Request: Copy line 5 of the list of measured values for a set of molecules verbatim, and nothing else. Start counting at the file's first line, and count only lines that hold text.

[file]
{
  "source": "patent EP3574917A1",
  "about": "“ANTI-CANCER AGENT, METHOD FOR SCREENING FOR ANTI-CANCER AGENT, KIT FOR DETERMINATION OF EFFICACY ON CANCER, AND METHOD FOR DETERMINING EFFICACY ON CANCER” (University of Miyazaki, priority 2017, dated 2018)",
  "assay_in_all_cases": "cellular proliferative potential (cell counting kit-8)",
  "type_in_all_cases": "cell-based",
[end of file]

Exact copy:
  "type_in_all_cases": "cell-based",